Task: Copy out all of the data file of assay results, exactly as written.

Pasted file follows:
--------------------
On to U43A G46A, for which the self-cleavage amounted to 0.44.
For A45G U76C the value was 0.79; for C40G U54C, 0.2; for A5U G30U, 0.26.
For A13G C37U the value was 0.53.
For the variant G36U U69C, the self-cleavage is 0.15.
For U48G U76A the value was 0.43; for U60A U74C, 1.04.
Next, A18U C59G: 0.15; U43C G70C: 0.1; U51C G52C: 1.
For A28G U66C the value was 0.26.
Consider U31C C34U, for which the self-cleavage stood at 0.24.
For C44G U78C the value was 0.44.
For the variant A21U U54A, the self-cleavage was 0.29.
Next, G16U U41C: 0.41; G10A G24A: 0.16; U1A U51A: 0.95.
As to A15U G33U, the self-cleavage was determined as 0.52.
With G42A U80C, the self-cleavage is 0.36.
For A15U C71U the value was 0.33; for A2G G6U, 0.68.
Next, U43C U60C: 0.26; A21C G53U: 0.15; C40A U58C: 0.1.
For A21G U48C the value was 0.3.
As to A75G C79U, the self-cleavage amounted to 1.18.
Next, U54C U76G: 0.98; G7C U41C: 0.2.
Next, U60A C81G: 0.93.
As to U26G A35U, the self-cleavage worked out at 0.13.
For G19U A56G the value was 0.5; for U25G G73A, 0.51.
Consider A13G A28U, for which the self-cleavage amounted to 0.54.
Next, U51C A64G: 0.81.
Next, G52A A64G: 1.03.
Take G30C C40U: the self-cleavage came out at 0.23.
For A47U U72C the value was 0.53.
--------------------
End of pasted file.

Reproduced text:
On to U43A G46A, for which the self-cleavage amounted to 0.44.
For A45G U76C the value was 0.79; for C40G U54C, 0.2; for A5U G30U, 0.26.
For A13G C37U the value was 0.53.
For the variant G36U U69C, the self-cleavage is 0.15.
For U48G U76A the value was 0.43; for U60A U74C, 1.04.
Next, A18U C59G: 0.15; U43C G70C: 0.1; U51C G52C: 1.
For A28G U66C the value was 0.26.
Consider U31C C34U, for which the self-cleavage stood at 0.24.
For C44G U78C the value was 0.44.
For the variant A21U U54A, the self-cleavage was 0.29.
Next, G16U U41C: 0.41; G10A G24A: 0.16; U1A U51A: 0.95.
As to A15U G33U, the self-cleavage was determined as 0.52.
With G42A U80C, the self-cleavage is 0.36.
For A15U C71U the value was 0.33; for A2G G6U, 0.68.
Next, U43C U60C: 0.26; A21C G53U: 0.15; C40A U58C: 0.1.
For A21G U48C the value was 0.3.
As to A75G C79U, the self-cleavage amounted to 1.18.
Next, U54C U76G: 0.98; G7C U41C: 0.2.
Next, U60A C81G: 0.93.
As to U26G A35U, the self-cleavage worked out at 0.13.
For G19U A56G the value was 0.5; for U25G G73A, 0.51.
Consider A13G A28U, for which the self-cleavage amounted to 0.54.
Next, U51C A64G: 0.81.
Next, G52A A64G: 1.03.
Take G30C C40U: the self-cleavage came out at 0.23.
For A47U U72C the value was 0.53.